Ruke Orhorhoro is back on campus at Clemson, working hard in the weight room so he can get more snaps for the national runner-up Tigers this fall.
Orhorhoro, who was a member of The Detroit News Dream Team while playing at River Rouge, is proud of his improvement from a year ago when he started his college career early, graduating in December 2018 following his senior season.
Orhorhoro returned home to Michigan when the COVID-19 pandemic struck in mid-March. He said by phone Monday afternoon that Clemson was able to get in 10 practices during the spring.
“... Almost got done,” said Orhorhoro of spring practice. “It helped me a lot, just seeing how far I’ve come along since my freshman year. I’m at a whole different place than I was last year, and it just shows my improvement not only physically, but mentally, just my understanding of the game and things like that.”
Orhorhoro was a 6-foot-4, 260-pound defensive end when he arrived at Clemson. He got in on 84 snaps over nine games as a true freshman, making five tackles, including 1.5 for lost yardage.
“I’m a defensive tackle now, so I’ve moved inside,” said Orhorhoro, who is now 6-5 and 300 pounds. “I’ve gotten way bigger, way stronger, can bench 225 pounds 25 times.”
So, where does Orhorhoro see himself on the depth chart?
“I run with the 2s and the 1s, really depending,” Orhorhoro said. “I feel I’ve really improved on my block recognition, my knowledge for the game and knowing the backfield sets and learning down and distances and the percentages of what type of play they are going to run.”
Clemson is now the benchmark for college football supremacy, proven by its 69-5 record during the last five years, including national championship seasons in 2016 and 2018, and national runner-up spots in 2015 and this past season when it had its 29-game winning streak snapped by LSU in the title game, 42-25.
Clemson returns Heisman front-running quarterback Trevor Lawrence (3,665 yards, 36 touchdowns), a reason the Tigers are again the team to beat.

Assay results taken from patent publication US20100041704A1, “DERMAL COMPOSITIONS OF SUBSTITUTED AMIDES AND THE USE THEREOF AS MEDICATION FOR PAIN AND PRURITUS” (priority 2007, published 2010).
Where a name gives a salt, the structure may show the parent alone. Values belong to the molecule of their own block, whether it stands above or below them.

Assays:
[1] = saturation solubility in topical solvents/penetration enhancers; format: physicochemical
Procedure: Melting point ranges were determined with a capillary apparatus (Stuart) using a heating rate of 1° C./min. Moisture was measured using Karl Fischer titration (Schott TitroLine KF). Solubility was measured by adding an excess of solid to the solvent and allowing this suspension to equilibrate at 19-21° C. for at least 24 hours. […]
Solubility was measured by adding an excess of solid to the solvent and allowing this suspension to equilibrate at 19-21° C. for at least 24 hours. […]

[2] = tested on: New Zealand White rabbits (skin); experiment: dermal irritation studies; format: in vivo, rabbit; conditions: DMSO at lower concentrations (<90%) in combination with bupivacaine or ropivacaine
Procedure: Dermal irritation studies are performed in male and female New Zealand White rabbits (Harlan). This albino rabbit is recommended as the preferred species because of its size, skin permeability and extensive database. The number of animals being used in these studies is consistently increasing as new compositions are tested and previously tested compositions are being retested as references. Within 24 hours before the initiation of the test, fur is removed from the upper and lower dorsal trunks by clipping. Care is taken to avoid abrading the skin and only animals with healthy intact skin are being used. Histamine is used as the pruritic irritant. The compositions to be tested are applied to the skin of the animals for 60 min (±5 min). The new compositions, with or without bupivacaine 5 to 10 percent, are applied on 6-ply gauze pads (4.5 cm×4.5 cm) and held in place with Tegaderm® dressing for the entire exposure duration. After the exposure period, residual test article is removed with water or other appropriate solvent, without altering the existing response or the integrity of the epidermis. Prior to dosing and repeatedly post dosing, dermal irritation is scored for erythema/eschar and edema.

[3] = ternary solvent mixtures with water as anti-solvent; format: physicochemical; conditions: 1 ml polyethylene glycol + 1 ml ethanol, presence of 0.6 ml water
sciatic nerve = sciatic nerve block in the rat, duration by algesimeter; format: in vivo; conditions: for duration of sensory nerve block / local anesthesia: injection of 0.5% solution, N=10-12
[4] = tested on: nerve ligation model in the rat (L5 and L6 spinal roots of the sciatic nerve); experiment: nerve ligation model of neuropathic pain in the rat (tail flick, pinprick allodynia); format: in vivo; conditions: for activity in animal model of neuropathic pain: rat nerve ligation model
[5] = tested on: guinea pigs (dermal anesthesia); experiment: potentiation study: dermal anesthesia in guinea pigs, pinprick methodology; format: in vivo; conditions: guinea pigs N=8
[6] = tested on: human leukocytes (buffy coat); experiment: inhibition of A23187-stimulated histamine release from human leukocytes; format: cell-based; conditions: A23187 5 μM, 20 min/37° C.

“We just keep doing what we’ve been doing for years, not changing nothing, winning has been the standard here and I don’t think it’s ever going to stop,” Orhorhoro said. “We’re just going to keep grinding. Some of the greatest competition is right in practice.
“I’m Ruke who went to River Rouge High School, and I’m trying to sack the Heisman Trophy quarterback candidate in practice. He (Lawrence) can’t do it by himself, but he has a great O-line in front of him and a great supporting cast around him.”
Sure, Clemson didn’t get its entire spring ball in, but Orhorhoro is happy that the majority of practices took place. He now is getting ready for camp, which hopefully takes place in August.
“I went back home for the months of March and April, now I’m back and we’ve been working out; it’s not mandatory or anything,” Orhorhoro said. “Everything is going good. Only 20 people can work out at a time (because of the pandemic). You’ve got to wear masks. You’ve got to wear gloves. There are so many rules and regulations. There’s only one entrance and exit for the building. They sanitize the building after every lift, and there’s 10 different groups, so whatever time you go you make sure you’re early because once you reach that capacity of 20 people they’re not going to let nobody else in.”
And, while multiple Clemson players have tested positive for COVID-19, Orhorhoro feels well and strong and continues on with his group of players.
“They just move them away and quarantine them for two weeks, bring them food and make sure they get vitamins," Orhorhoro said. They keep them away from everybody else.
“Everything is going good for me. I stay with the same guys, really. I work out with the same guys every day, hang out with the same guys. I really don’t go out. I stay in my dorm, the most I go out is when I go through the drive-through and get some wings.”
Orhorhoro said his parents recently went out to dinner for the first time in months while South Carolina remained pretty much the same throughout the past three-plus months as more than 120,000 Americans have died from the coronavirus.
“It was a lot different than Michigan,” Orhorhoro said. “Up there everything was closed, couldn’t go to a restaurant when I was there. When I came back here it was like nothing ever happened, you could still go to a restaurant, still go to a movie theater. It was very surprising, everything is still open. It’s (South Carolina) kind of getting hit hard now, though.”
Orhorhoro hopes to one day find himself in a position of his cousin Michael Ojemudia (Farmington Hills Harrison), who was picked in the third round of the 2020 NFL Draft by the Denver Broncos after being a third-team All-Big Ten cornerback at Iowa.
Orhorhoro has another cousin playing for Notre Dame, Ovie Oghoufo (Farmington Hills Harrison), a backup defensive end to Daelin Hayes (Ann Arbor Skyline).